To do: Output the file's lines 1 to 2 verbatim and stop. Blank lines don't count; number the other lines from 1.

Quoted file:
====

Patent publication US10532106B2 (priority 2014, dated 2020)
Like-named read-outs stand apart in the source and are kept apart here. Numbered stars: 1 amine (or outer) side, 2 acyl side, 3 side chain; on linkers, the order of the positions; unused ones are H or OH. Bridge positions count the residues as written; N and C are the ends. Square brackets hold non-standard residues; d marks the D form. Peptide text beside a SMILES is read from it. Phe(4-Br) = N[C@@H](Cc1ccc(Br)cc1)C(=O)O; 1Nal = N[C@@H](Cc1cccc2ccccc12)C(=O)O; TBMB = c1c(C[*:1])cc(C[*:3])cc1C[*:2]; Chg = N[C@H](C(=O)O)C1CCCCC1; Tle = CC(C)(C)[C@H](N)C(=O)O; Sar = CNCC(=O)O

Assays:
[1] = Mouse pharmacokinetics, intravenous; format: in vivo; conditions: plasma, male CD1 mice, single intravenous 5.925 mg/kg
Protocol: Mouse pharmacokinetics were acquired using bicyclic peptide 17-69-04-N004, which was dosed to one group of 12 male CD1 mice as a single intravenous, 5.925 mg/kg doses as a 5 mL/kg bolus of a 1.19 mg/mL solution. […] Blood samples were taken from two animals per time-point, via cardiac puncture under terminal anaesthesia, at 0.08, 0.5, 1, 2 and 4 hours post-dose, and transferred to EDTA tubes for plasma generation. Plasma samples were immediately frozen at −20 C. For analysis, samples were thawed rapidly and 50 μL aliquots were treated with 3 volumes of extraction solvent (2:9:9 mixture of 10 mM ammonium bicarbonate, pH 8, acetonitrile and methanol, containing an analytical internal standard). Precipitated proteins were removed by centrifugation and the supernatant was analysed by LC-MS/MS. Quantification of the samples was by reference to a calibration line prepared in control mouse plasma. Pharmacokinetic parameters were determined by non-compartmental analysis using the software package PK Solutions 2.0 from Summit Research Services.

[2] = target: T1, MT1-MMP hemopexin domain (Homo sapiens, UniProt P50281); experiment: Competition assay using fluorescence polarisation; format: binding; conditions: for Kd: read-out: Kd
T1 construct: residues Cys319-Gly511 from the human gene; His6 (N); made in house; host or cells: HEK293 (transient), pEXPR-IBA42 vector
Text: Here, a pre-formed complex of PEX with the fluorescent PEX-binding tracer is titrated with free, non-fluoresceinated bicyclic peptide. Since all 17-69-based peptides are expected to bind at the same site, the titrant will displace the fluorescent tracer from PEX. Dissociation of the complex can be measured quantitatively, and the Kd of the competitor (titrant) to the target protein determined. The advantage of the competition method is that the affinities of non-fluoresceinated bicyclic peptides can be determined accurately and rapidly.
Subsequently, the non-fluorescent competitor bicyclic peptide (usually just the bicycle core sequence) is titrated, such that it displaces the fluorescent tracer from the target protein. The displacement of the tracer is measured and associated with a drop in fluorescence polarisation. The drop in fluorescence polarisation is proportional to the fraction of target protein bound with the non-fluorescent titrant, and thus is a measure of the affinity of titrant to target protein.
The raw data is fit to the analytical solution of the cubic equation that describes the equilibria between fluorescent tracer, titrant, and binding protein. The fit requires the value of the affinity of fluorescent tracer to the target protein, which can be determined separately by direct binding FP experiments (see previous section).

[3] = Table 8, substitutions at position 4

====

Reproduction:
Patent publication US10532106B2 (priority 2014, dated 2020)
Like-named read-outs stand apart in the source and are kept apart here. Numbered stars: 1 amine (or outer) side, 2 acyl side, 3 side chain; on linkers, the order of the positions; unused ones are H or OH. Bridge positions count the residues as written; N and C are the ends. Square brackets hold non-standard residues; d marks the D form. Peptide text beside a SMILES is read from it. Phe(4-Br) = N[C@@H](Cc1ccc(Br)cc1)C(=O)O; 1Nal = N[C@@H](Cc1cccc2ccccc12)C(=O)O; TBMB = c1c(C[*:1])cc(C[*:3])cc1C[*:2]; Chg = N[C@H](C(=O)O)C1CCCCC1; Tle = CC(C)(C)[C@H](N)C(=O)O; Sar = CNCC(=O)O